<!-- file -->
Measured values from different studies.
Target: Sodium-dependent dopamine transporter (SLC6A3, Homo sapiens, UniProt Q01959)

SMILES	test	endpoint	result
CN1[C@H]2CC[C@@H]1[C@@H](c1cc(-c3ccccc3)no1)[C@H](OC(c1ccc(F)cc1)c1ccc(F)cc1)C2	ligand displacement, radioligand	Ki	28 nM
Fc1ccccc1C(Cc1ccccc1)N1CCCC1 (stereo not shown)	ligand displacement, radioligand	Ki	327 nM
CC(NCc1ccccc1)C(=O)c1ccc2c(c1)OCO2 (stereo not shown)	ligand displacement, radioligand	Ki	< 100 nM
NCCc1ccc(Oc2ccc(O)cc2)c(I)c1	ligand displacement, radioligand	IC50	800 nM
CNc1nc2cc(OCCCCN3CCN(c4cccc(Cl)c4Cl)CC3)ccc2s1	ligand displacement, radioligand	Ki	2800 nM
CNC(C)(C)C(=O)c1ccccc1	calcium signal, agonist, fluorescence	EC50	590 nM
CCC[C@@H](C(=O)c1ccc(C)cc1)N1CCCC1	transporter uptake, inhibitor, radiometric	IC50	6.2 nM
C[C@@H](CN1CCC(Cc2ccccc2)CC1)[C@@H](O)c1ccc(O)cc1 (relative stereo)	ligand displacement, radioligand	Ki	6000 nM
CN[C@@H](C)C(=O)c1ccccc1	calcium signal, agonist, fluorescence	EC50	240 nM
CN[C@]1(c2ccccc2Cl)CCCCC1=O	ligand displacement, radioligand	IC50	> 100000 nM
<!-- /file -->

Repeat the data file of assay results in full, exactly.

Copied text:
Measured values from different studies.
Target: Sodium-dependent dopamine transporter (SLC6A3, Homo sapiens, UniProt Q01959)

SMILES	test	endpoint	result
CN1[C@H]2CC[C@@H]1[C@@H](c1cc(-c3ccccc3)no1)[C@H](OC(c1ccc(F)cc1)c1ccc(F)cc1)C2	ligand displacement, radioligand	Ki	28 nM
Fc1ccccc1C(Cc1ccccc1)N1CCCC1 (stereo not shown)	ligand displacement, radioligand	Ki	327 nM
CC(NCc1ccccc1)C(=O)c1ccc2c(c1)OCO2 (stereo not shown)	ligand displacement, radioligand	Ki	< 100 nM
NCCc1ccc(Oc2ccc(O)cc2)c(I)c1	ligand displacement, radioligand	IC50	800 nM
CNc1nc2cc(OCCCCN3CCN(c4cccc(Cl)c4Cl)CC3)ccc2s1	ligand displacement, radioligand	Ki	2800 nM
CNC(C)(C)C(=O)c1ccccc1	calcium signal, agonist, fluorescence	EC50	590 nM
CCC[C@@H](C(=O)c1ccc(C)cc1)N1CCCC1	transporter uptake, inhibitor, radiometric	IC50	6.2 nM
C[C@@H](CN1CCC(Cc2ccccc2)CC1)[C@@H](O)c1ccc(O)cc1 (relative stereo)	ligand displacement, radioligand	Ki	6000 nM
CN[C@@H](C)C(=O)c1ccccc1	calcium signal, agonist, fluorescence	EC50	240 nM
CN[C@]1(c2ccccc2Cl)CCCCC1=O	ligand displacement, radioligand	IC50	> 100000 nM